Petitioner timely filed his 1994 Federal income tax return wherein he reported $64,559 reflecting his pro rata share of partnership loss attributable to a business bad debt. Petitioner claims that the bad debt deduction is attributable to uncollected accounts receivable due from the following entities: ═
═ The following is a schedule of BBJ's notes receivable ledger from 1976 through 1988: ═
No payments of interest or principal were received after 1984. Petitioner could not explain the origin of the initial $5,008.92 note receivable in 1976. The 1978 note receivable is reflected in the 1977 year-end amount listed above. Besides the 1978 note receivable, there is no documentation memorializing any additions to principal or income and/or principal paid. Moreover, the record does not provide a description of the surrounding circumstances or the purpose for the increases in the notes receivable account. ═
In the notice of deficiency, respondent disallowed for taxable year 1994 petitioner's partnership loss deduction of $64,559 attributable to his pro rata share of a business bad debt. 4 Respondent also determined for taxable years 1994 and 1995 accuracy-related penalties on the business bad debt and other issues petitioner has conceded. ═
4 See supra note 1.
═ Discussion ═
═ Section 166(a) generally allows a deduction for bona fide debts that become wholly or partially worthless within the taxable year. A business bad debt is fully deductible from ordinary income. Sec. 166(d)(1). A bona fide debt "arises from a debtor-creditor relationship based upon a valid and enforceable obligation to pay a fixed or determinable sum of money." Sec. 1.166-1(c), Income Tax Regs. Whether the parties actually intended the transactions to be loans depends on whether the advances were made "with a reasonable expectation, belief and intention that they would be repaid." Goldstein v. Commissioner , T.C. Memo. 1980-273.
The objective indicia of a bona fide debt includes whether a note or other evidence of indebtedness existed and whether interest was charged. Clark v. Commissioner , 18 T.C. 780, 783 (1952), affd. 205 F.2d 353 (2d Cir. 1953). We also consider the existence of security or collateral, the demand for repayment or ═ a fixed schedule for repayment, records that may reflect the transaction as a loan, and the borrower's solvency at the time of the loan. Id . at 783-784. The key factor is whether the parties actually intended and regarded the transaction as a loan. Estate of Van Anda v. Commissioner , 12 T.C. 1158, 1162 (1949), affd. per curiam 192 F.2d 391 (2d Cir. 1951). ═
Respondent contends that petitioner failed to substantiate the amount of the purported business bad debt and to demonstrate that such debt was bona fide. Petitioner asserts that the notes receivable were substantiated by the 1987 promissory note, the 1980 Touche Ross & Co. audit report, and the 1994 Yeo and Yeo audit report. We disagree. ═
═ At trial petitioner produced the $28,056.41 promissory note signed by James Fedewa on January 1, 1978. Although the 1978 promissory note bore interest of 8 percent, the note did not provide a discernable due date; thus, we find the enforcement or demand of repayment on this note highly suspect. Furthermore, petitioner failed to provide any credible evidence to establish the origin of the $5,008.92 note receivable in 1976, to which principal the 1978 promissory note added, or the subsequent increases from 1978 through 1984. Although the origin of the notes receivable is unclear, petitioner does not dispute that the purported debt in issue arose from related party transactions. The record is devoid of any helpful information as to the creation, purpose, or payment on the notes receivable principal balance from 1976 through 1985. ═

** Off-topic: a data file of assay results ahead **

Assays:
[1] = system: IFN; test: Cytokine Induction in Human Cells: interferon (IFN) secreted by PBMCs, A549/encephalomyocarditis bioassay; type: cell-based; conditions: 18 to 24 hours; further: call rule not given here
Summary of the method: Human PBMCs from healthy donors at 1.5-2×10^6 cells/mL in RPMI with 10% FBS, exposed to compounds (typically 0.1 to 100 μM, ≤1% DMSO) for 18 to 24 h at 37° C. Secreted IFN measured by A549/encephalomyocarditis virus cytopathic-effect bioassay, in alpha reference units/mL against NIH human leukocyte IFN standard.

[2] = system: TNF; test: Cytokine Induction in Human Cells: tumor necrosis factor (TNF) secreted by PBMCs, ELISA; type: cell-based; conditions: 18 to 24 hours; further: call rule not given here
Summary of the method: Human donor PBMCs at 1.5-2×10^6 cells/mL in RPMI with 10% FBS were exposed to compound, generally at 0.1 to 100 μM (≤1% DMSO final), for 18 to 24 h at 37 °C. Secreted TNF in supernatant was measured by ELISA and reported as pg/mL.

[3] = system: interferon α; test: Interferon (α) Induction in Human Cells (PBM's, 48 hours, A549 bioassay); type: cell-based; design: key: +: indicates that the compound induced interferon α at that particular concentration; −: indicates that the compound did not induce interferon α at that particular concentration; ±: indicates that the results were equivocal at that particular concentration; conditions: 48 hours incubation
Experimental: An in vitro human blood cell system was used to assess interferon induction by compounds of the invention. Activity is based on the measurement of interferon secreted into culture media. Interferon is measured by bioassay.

═ We also find petitioner's reliance on the audit reports of Touche Ross & Co. and Yeo and Yeo misplaced. These reports cover a span of over a decade and clearly state that the auditors relied on information provided by, and exclusively in the control of the owners. There is no information in the auditing firm's reports that they made an independent verification of the notes receivable account. ═
═ Likewise, FmHA's recognition of the notes receivable debt is inapposite to the primary issue of substantiation. The FmHA loan is not the subject of the bad debt for which petitioner is claiming a partnership loss deduction in this case. Pursuant to the loan agreement, the borrower must maintain certain reserve accounts while the loan obligation remained outstanding. According to FmHA, petitioner and the other borrowers failed to maintain these accounts. Although FmHA began foreclosure proceedings for the failure to maintain adequate reserve accounts, FmHA did not attempt collection on the notes receivable. FmHA was not a party to any of the transactions that gave rise to the underlying debt in issue. FmHA's interest focused on the funding of the reserve accounts, from whatever source. ═
═ Based upon the above, we find that the balance in the notes receivable accounts was not verified and further does not constitute a bona fide debt. Accordingly, petitioner is not entitled to the partnership loss deduction during the years in issue. Respondent is sustained on this issue. ═
═ Accuracy-Related Penalty ═
═ Section 6662(a) imposes an accuracy-related penalty of 20 percent of the portion of the underpayment which is attributable to negligence or disregard of rules or regulations. Sec. ═ 6662(b)(1). Negligence is the lack of due care or failure to do what a reasonable and ordinarily prudent person would do under the circumstances. Neely v. Commissioner , 85 T.C. 934, 947 (1985). The term "disregard" includes any careless, reckless, or intentional disregard. Sec. 6662(c). No penalty shall be imposed if it is shown that there was reasonable cause for the underpayment and the taxpayer acted in good faith with respect to the underpayment. Sec. 6664(c). ═
═ ════ On the basis of the record, we find that petitioner has failed to demonstrate that he was not negligent and did not disregard rules or regulations. We hold that petitioner is liable for the accuracy-related penalty under section 6662(a) for each year in issue. ═
═ ════ We have considered all arguments by the parties, and, to the extent not discussed above, conclude that they are irrelevant or without merit. ═
Reviewed and adopted as the report of the Small Tax Case Division. ══
Decision will be entered under Rule 155. ═